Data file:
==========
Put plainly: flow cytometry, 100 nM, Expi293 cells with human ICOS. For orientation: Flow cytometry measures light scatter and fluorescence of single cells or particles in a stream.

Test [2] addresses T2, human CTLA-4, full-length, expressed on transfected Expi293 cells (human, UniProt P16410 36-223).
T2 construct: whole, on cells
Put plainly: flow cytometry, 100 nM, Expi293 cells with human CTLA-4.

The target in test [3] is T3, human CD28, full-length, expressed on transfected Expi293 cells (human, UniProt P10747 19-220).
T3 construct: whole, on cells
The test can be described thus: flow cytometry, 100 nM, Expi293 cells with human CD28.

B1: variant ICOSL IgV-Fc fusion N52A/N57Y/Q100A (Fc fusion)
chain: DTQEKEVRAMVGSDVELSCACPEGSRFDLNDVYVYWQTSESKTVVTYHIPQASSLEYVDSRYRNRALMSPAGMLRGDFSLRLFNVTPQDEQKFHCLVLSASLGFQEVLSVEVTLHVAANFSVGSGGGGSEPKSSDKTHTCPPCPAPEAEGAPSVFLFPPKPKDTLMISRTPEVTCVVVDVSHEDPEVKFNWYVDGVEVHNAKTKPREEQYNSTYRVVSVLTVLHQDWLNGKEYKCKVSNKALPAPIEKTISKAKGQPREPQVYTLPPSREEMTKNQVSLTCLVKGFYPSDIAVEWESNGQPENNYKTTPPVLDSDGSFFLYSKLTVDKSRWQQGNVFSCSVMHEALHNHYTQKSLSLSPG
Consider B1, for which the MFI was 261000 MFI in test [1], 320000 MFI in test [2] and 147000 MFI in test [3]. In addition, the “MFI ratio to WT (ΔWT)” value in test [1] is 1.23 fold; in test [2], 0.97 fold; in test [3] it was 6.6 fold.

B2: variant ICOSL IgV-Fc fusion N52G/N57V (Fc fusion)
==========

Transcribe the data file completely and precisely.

Put plainly: flow cytometry, 100 nM, Expi293 cells with human ICOS. For orientation: Flow cytometry measures light scatter and fluorescence of single cells or particles in a stream.

Test [2] addresses T2, human CTLA-4, full-length, expressed on transfected Expi293 cells (human, UniProt P16410 36-223).
T2 construct: whole, on cells
Put plainly: flow cytometry, 100 nM, Expi293 cells with human CTLA-4.

The target in test [3] is T3, human CD28, full-length, expressed on transfected Expi293 cells (human, UniProt P10747 19-220).
T3 construct: whole, on cells
The test can be described thus: flow cytometry, 100 nM, Expi293 cells with human CD28.

B1: variant ICOSL IgV-Fc fusion N52A/N57Y/Q100A (Fc fusion)
chain: DTQEKEVRAMVGSDVELSCACPEGSRFDLNDVYVYWQTSESKTVVTYHIPQASSLEYVDSRYRNRALMSPAGMLRGDFSLRLFNVTPQDEQKFHCLVLSASLGFQEVLSVEVTLHVAANFSVGSGGGGSEPKSSDKTHTCPPCPAPEAEGAPSVFLFPPKPKDTLMISRTPEVTCVVVDVSHEDPEVKFNWYVDGVEVHNAKTKPREEQYNSTYRVVSVLTVLHQDWLNGKEYKCKVSNKALPAPIEKTISKAKGQPREPQVYTLPPSREEMTKNQVSLTCLVKGFYPSDIAVEWESNGQPENNYKTTPPVLDSDGSFFLYSKLTVDKSRWQQGNVFSCSVMHEALHNHYTQKSLSLSPG
Consider B1, for which the MFI was 261000 MFI in test [1], 320000 MFI in test [2] and 147000 MFI in test [3]. In addition, the “MFI ratio to WT (ΔWT)” value in test [1] is 1.23 fold; in test [2], 0.97 fold; in test [3] it was 6.6 fold.

B2: variant ICOSL IgV-Fc fusion N52G/N57V (Fc fusion)